In August, NASA’s unmanned Phoenix Mars Mission blasted off from the Kennedy Space Center as the first mission of NASA’s Mars Scout Program. Phoenix will reach the Red planet in May 2008, and is part of NASA’s strategy to ”follow the water” on Mars. This will pave the way for manned Martian missions, which President George W. Bush made a NASA priority in 2004. No date has been set for the crewed mission to Mars, but NASA is drawing up plans. The ultimate goal: making Mars a human outpost.
The renewed focus on Mars has rejuvenated the idea of terraforming Mars, which once belonged to the realm of science fiction, but is becoming increasingly possible today. Terraforming—or earthforming—is a Herculean feat of planetwide engineering that will change the Martian atmosphere and allow humans to make uninhabitable Mars into a planet fit for natural life. Space suits will still be necessary for human habitation, but food will available from plants that grow on a more temperate Mars.
”Now we have fairly accurate maps of the Red Planet, and can imagine how it might be modified—terraformed—to make it nearer to our heart’s desire,” said space visionary Arthur C. Clarke recently. A little more than a decade ago, Clarke wrote a book, The Snows of Olympus: A Garden on Mars (W.W. Norton & Co., 1994) that dealt with how to create a biosphere on Mars. He envisioned a huge garden on the slopes of Olympus Mons, the giant Martian volcano.
Mars, the only likely candidate for terraforming in the solar system, has numerous features in common with Earth. Like Earth, it has a rocky composition and marked seasons. Clearly, an environment different from the cold, dry world we see today once existed on Mars, as has been clear from recent NASA missions. Liquid water flowed on the Martian surface in the past: there are vast dry gorges and canyons etched by water and ice. The reddish color of the soil indicates hydration of the surface rocks, and is evidence of the role of water in the evolution of the planet.
Earlier this year the NASA rover Spirit confirmed that Mars was once a wet place. Spirit was exploring an area called Gusev Crater, when it found a piece of nearly pure silica. Silica is a component of window glass, and it is often a main ingredient in sand. The sort of silica found on Mars is usually formed in the presence of a significant amount of water. And if water flowed once on this frigid planet, will it not be possible to make it flow again?
Given that most astronomers and space scientists believe that humans have been responsible for global warming on Earth, some scientists think so.
”Humans are effectively warming the Earth,” says NASA’s Christopher McKay, who says we ”can, and should, do the same on Mars.” McKay has written extensively about terraforming Mars, which he terms ”planetary ecosynthesis.” McKay is one of a handful of NASA scientists who have begun to think about creating a permanent outpost on Mars even though many years may pass before a human sets foot there.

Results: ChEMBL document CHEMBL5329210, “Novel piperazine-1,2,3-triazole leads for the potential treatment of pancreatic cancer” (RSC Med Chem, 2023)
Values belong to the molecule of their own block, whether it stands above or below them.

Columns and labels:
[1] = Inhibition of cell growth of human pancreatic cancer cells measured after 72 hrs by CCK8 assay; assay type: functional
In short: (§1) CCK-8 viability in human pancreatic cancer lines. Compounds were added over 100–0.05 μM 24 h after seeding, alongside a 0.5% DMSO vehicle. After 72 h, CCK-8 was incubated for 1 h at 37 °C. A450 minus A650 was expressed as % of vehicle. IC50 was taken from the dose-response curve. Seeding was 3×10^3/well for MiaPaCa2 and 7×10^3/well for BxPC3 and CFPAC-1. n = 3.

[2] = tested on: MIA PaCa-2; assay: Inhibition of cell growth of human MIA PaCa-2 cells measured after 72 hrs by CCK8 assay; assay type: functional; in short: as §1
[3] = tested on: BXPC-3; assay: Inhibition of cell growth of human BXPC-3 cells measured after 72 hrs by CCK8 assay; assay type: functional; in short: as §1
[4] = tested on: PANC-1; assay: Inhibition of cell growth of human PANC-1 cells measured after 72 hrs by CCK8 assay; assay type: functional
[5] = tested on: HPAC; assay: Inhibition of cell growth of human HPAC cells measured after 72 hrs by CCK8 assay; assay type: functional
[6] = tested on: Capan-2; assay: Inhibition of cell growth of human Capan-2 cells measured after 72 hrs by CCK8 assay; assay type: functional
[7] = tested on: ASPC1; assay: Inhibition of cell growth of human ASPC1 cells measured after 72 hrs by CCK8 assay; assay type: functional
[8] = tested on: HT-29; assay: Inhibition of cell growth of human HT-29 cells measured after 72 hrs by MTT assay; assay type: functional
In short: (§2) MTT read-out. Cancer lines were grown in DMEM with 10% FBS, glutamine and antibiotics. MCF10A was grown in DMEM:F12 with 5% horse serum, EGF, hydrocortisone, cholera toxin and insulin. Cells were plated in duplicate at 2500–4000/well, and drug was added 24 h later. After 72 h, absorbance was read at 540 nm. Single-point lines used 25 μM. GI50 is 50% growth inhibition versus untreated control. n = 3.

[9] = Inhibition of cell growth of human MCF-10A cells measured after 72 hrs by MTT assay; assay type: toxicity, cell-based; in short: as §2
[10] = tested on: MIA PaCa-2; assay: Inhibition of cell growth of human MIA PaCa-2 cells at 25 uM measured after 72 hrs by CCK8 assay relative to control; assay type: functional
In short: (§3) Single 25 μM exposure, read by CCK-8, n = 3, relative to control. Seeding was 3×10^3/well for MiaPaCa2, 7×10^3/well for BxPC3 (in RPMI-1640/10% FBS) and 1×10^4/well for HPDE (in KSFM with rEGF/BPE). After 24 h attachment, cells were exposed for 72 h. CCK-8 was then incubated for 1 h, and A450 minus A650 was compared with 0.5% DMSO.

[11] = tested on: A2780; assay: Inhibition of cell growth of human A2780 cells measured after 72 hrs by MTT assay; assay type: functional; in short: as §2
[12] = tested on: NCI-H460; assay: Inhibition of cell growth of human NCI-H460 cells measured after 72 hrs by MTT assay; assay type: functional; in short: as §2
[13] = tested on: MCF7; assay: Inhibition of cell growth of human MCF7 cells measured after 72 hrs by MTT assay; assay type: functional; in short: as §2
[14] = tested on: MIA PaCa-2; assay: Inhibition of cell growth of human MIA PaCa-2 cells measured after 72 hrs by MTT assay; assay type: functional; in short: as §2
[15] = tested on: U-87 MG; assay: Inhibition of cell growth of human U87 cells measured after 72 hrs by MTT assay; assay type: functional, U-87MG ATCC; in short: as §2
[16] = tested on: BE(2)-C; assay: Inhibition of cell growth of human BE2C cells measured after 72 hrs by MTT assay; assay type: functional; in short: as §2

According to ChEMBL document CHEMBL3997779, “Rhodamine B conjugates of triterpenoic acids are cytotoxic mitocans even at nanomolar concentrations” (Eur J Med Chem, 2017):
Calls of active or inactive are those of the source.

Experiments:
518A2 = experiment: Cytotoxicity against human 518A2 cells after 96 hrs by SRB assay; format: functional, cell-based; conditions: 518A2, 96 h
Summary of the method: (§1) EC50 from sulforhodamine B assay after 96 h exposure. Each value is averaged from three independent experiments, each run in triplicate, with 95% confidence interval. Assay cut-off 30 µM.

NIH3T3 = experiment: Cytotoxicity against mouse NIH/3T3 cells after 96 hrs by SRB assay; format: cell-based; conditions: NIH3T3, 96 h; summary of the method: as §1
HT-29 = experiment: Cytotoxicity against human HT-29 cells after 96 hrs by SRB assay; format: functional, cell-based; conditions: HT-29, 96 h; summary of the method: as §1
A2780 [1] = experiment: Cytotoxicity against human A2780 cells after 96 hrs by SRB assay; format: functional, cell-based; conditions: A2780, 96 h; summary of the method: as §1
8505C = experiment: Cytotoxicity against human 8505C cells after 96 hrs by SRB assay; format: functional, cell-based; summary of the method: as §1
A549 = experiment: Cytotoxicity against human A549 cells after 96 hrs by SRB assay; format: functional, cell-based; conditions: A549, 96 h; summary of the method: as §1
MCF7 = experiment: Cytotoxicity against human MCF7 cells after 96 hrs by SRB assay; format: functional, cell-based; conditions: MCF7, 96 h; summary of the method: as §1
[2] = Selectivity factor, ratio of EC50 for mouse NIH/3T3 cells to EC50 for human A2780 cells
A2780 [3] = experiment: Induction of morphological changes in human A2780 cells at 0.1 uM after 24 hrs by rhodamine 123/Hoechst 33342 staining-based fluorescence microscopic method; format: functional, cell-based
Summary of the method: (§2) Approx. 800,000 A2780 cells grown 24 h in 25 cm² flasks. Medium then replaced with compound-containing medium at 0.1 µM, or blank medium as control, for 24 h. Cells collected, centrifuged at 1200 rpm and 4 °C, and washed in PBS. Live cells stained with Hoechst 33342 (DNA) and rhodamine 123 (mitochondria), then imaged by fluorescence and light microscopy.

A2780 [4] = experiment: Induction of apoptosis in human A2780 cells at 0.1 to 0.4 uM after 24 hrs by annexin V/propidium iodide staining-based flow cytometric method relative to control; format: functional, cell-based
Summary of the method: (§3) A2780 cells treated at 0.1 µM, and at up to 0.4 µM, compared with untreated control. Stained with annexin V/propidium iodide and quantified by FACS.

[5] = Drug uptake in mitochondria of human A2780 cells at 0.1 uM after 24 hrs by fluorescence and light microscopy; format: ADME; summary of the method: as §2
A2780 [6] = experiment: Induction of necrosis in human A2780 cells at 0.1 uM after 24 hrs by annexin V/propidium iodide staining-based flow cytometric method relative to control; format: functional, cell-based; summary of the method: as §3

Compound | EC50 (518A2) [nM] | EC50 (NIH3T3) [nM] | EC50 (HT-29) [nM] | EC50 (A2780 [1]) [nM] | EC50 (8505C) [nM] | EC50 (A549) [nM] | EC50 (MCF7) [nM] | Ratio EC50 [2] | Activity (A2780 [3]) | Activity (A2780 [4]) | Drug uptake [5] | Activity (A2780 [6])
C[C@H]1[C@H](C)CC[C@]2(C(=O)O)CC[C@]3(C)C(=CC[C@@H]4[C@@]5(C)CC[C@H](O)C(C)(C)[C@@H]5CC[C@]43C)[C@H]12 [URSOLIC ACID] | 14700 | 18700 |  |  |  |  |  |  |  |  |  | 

The first step to terraforming Mars would be to warm up the planet. It has a lot of frozen carbon dioxide (dry ice) at its poles. Increasing the temperature from its current 60 °C to just above 0 °C would turn the dry ice into gas. The ensuing thick atmosphere of carbon dioxide would create a greenhouse effect and would allow water to flow on Mars; in principle, plants could then grow slowly.
The first Martian plants would probably be lichens. In a few decades, there would be a seasonally ice-free lake on the summit of Olympus, Mars’s largest volcano. Soon thereafter, a terraformed Mars would witness a veritable green revolution characterized by pines and oaks, allowing it to become our second home.
Of course, questions remain as to what is the best way to warm up Mars. One possibility, espoused by James Oberg in his book New Earths in 1981, is to use giant mirrors in orbit around the planet to increase the temperature by reflecting sunlight onto the poles. NASA researchers are currently investigating large solar sails in an effort to provide spacecraft with solar power. Such solar sails could be adapted for this purpose.
Another warming idea, as proffered by McKay, is to generate gases known as halocarbons that would create a greenhouse atmosphere. They would exclude gases like bromine and fluorine, which can damage an ozone layer. It would involve building a factory on Mars to make halocarbons through chemical reactions. The raw materials would be the Martian soil and the Martian atmosphere. Mars has a thin atmosphere, and many light gases such as hydrogen aren’t trapped by Martian gravity. However, the heavier halocarbon molecules would be trapped, and they would contribute to a greenhouse effect. McKay says that real chemical studies have yet to be done, but he favors this method because we already have ”produced halocarbons on Earth that have contributed to global warming.”
In addition, there are more speculative ideas, such as using nuclear-powered rockets to divert asteroids to crash on Mars. This would create a catastrophe that would release a lot of heat into the atmosphere, which would increase the planet’s temperature dramatically.